02-26-1935 Jane Wagner – Born in Morristown, Tennessee. She is an American writer, director, and producer. Best known as Lily Tomlin’s comedy writer, collaborator, and wife. She has been nominated for Grammy Awards, with Tomlin, for Comic’s Recorded Albums, has won three Emmy Awards, and a Writers Guild of America award, also with Tomlin, for Comic’s Television Specials. She wrote and directed Moment by Moment, staring Tomlin and John Travolta, and wrote the Incredible Shrinking Woman, which starred Tomlin. The Search for Signs of Intelligent Life in the Universe won Wagner a Special Award from the New York Drama Critics’ Circle and a New York Drama Desk Award. The film adaptation of the play brought her a Cable ACE Award. On March 16, 2012, Wagner and Tomlin received the 345th star on the Walk of Stars in Palm Springs, California.
02-26-1564 – 05-30-1593 Christopher Marlowe – Born in Canterbury, United Kingdom. He was an English playwright, poet, and translator of the Elizabethan era. He greatly influenced William Shakespeare, who was born the same year as Marlowe. Marlow’s plays are known for the use of blank verse. There were rumors of his homosexuality and some scholars point out Marlow’s homosexual themes in his writing. He was reported as saying; “All they that love not Tobacco and Boys are fools.” In Hero and Leander, Marlow writes of the male youth Leander, “in his looks were all that men desire.” There is also a passage in Edward the Second that supports homosexual relationships: “The mightiest kings have had they minions; Great Alexander loved Hephaestion, the conquering Hercules for Hylas wept; And for Patroclus, stern Achilles drooped. And not kings only, but the wisest men: The roman Tully loved Octavius, Grave Socrates, wild Alcibiades.”
02-26-1879 – 08-13-1962 Mabel Dodge Luhan – Born in Buffalo, New York. She was a wealthy American patron of the arts. She is especially associated with the Taos art colony. Mabel became a nationally syndicated columnist for the Hearst organization. She was married many times and was actively bisexual during her early life and details of her passionate physical encounters with women are in her autobiography Intimate Memories (1933). In 1919, she, her husband, and Elsie Clews Parsons moved to Taos, New Mexico and started a literary colony there. They hosted a number of influential artists and poets including Marsden Hartley, Arnold Ronnebeck, Louise Emerson Ronnebeck, Ansel Adams, Willa Cather, Robinson Jeffers, Georgia O’Keeffe, Mary Hunter Austin, Frank Waters, Jaime de Angulo, and others. She died at her home in Taos in 1962. The Mabel Dodge Luhan House has been designated a National Historic Landmark and is now a historic inn and conference center. Dennis Hopper bought the house after seeing it while filming Easy Rider.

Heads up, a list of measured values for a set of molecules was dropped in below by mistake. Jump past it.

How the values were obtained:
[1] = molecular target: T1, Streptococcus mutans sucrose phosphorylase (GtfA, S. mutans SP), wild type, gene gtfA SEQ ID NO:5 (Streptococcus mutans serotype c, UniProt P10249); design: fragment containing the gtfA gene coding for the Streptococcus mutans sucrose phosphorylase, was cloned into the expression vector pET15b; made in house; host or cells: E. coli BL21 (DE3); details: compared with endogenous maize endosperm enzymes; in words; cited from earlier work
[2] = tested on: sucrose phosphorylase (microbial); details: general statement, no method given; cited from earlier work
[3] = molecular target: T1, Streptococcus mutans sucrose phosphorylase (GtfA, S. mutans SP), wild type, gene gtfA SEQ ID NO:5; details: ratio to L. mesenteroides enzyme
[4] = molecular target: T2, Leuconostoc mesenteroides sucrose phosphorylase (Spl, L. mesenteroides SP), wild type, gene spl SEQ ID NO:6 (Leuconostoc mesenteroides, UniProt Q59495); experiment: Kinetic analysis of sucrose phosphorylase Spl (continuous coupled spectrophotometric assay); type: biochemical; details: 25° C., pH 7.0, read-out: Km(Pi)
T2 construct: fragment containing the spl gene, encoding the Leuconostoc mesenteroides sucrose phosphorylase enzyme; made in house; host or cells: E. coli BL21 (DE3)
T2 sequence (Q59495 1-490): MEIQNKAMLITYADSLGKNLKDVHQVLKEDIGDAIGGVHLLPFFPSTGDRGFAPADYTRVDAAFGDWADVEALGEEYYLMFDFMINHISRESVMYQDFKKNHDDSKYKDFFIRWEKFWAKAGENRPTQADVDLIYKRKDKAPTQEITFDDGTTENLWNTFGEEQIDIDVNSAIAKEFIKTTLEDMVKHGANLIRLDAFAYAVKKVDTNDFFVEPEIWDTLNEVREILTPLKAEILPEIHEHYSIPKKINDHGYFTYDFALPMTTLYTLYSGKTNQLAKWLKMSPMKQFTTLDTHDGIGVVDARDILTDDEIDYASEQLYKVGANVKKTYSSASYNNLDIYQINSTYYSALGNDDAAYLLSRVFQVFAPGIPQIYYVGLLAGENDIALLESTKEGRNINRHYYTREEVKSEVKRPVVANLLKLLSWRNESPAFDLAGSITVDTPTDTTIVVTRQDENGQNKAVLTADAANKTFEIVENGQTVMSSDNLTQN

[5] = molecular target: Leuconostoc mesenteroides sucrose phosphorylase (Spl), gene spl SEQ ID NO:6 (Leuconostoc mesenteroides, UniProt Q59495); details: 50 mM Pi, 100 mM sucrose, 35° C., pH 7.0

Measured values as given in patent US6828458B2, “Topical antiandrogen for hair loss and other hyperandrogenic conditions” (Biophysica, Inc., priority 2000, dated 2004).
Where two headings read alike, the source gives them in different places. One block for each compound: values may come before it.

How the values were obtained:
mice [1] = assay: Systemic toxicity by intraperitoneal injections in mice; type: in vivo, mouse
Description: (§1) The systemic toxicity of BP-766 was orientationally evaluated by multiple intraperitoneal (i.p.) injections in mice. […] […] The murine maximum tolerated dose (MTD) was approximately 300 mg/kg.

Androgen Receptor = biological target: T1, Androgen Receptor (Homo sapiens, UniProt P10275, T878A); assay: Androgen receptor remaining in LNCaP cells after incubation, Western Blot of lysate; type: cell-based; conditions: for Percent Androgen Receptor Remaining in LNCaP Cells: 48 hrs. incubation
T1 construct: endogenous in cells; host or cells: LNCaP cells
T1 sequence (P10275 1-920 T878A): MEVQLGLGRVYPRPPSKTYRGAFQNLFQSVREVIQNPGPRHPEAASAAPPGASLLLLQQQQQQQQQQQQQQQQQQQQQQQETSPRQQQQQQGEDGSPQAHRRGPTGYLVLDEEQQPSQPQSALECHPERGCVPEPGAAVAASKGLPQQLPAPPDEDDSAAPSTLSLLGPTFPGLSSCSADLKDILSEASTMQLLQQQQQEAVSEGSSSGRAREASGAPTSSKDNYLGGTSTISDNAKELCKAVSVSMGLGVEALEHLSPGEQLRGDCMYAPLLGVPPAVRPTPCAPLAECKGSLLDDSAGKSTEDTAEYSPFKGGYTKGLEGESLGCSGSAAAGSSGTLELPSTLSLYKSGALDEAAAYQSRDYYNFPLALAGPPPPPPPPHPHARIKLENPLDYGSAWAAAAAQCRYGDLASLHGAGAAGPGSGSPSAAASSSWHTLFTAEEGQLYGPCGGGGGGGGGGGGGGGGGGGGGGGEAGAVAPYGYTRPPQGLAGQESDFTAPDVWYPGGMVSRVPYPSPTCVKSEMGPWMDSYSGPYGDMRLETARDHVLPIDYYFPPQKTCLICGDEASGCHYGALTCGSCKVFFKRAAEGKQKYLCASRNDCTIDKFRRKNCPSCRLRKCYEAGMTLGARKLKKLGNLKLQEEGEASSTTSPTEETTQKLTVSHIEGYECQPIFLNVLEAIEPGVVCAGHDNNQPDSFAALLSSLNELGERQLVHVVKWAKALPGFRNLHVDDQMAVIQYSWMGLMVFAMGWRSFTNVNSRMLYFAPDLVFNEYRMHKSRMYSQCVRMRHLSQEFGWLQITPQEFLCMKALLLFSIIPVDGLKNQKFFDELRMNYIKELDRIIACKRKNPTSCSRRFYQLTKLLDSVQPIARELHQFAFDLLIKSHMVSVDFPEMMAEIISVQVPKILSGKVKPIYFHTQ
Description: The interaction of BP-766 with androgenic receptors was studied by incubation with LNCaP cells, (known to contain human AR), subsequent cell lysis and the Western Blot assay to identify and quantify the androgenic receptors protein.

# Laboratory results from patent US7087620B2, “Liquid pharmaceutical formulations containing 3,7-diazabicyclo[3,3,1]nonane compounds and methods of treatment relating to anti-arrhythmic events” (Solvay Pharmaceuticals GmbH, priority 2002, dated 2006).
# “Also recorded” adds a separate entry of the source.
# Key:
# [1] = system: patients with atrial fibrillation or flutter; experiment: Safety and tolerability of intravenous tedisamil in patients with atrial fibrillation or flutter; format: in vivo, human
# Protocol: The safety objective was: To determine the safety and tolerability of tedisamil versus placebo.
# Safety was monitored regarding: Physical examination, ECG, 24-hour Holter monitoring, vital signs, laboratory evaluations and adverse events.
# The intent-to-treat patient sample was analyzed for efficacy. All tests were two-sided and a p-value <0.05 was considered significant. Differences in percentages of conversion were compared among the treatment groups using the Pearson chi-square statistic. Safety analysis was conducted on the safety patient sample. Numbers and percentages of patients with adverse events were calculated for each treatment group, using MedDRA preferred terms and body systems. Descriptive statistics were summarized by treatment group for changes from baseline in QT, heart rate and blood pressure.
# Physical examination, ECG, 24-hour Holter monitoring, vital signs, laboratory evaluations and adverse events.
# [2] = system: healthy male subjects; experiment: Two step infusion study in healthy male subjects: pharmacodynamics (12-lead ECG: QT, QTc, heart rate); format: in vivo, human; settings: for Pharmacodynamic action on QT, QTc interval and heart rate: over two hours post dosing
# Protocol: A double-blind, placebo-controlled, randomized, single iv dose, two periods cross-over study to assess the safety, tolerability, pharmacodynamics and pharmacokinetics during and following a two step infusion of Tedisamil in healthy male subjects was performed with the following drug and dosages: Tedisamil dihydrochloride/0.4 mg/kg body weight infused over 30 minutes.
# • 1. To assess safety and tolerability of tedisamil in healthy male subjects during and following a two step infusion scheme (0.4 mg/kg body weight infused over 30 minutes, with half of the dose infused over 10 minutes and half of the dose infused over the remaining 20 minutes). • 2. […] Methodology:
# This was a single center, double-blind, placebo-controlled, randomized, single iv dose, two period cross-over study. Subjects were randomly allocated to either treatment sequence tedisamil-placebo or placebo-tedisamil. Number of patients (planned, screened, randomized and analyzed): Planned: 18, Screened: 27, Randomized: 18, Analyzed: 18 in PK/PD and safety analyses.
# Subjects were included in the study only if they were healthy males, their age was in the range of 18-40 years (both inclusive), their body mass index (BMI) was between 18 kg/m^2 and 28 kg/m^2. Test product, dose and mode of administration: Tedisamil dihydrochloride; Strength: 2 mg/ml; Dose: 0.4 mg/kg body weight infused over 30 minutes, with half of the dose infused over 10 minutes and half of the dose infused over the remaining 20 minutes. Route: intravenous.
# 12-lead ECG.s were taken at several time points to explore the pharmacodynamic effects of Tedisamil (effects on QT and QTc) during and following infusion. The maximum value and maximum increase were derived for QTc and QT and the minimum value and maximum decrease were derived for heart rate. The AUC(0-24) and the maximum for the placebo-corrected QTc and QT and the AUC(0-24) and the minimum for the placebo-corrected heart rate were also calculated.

02-26-1955 Reverend August Gold – Place of birth unknown. She is a licensed and ordained Interfaith Minister since 1990. Gold has served as a spiritual founder and director of Sacred Center New York. For twenty five years she was a teacher, counselor, and spiritual mentor in New York City and a volunteer at the Manhattan Center for Living, Gay Men’s Health Crisis, and the Samaritans Suicide Hotline. Her award-winning book, Where Does God Live?, is considered one of the best introductions to ideas about God and oneself for children. Her books, with co-author Joel Fotinos, have been translated into 15 languages. October, 20, 2011, Huffington Post listed her as one of ninety inspiring LGBT religious leaders.
02-26-1974 Jenna Wolfe – Born in Kingston, Jamaica, and grew up in Pétionville, Haiti. Both her parents were Jewish, her father from Puerto Rico and her mother from New Jersey. She came out March 27, 2013 with the announcement of her pregnancy. Her partner is Stephanie Gosk. Wolfe was correspondent for NBC’s Today Show, and the news anchor of their Weekend edition. Her wife, Stephanie Gosk, also works for NBC. Wolfe’s final day as news anchor was September 21, 2014.